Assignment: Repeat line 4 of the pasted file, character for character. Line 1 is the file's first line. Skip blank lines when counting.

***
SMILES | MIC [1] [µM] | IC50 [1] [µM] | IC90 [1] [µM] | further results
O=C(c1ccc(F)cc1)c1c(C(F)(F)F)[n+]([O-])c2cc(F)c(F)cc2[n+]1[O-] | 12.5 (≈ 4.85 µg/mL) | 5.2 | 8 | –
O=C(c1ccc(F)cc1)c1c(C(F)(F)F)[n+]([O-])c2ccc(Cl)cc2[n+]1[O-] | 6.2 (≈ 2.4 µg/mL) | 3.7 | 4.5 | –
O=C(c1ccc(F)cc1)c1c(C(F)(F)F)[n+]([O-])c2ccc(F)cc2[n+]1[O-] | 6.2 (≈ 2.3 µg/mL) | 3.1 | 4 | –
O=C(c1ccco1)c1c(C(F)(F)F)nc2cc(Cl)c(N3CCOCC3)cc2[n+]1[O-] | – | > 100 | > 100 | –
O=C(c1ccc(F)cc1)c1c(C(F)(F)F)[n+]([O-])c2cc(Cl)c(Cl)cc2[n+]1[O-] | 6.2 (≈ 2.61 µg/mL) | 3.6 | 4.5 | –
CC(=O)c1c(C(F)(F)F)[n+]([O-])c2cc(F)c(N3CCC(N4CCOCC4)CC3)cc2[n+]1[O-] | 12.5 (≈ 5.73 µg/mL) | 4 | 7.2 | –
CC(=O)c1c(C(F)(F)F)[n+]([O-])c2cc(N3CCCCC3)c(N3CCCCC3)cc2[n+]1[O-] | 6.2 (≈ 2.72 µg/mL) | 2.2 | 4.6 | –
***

O=C(c1ccc(F)cc1)c1c(C(F)(F)F)[n+]([O-])c2ccc(F)cc2[n+]1[O-] | 6.2 (≈ 2.3 µg/mL) | 3.1 | 4 | –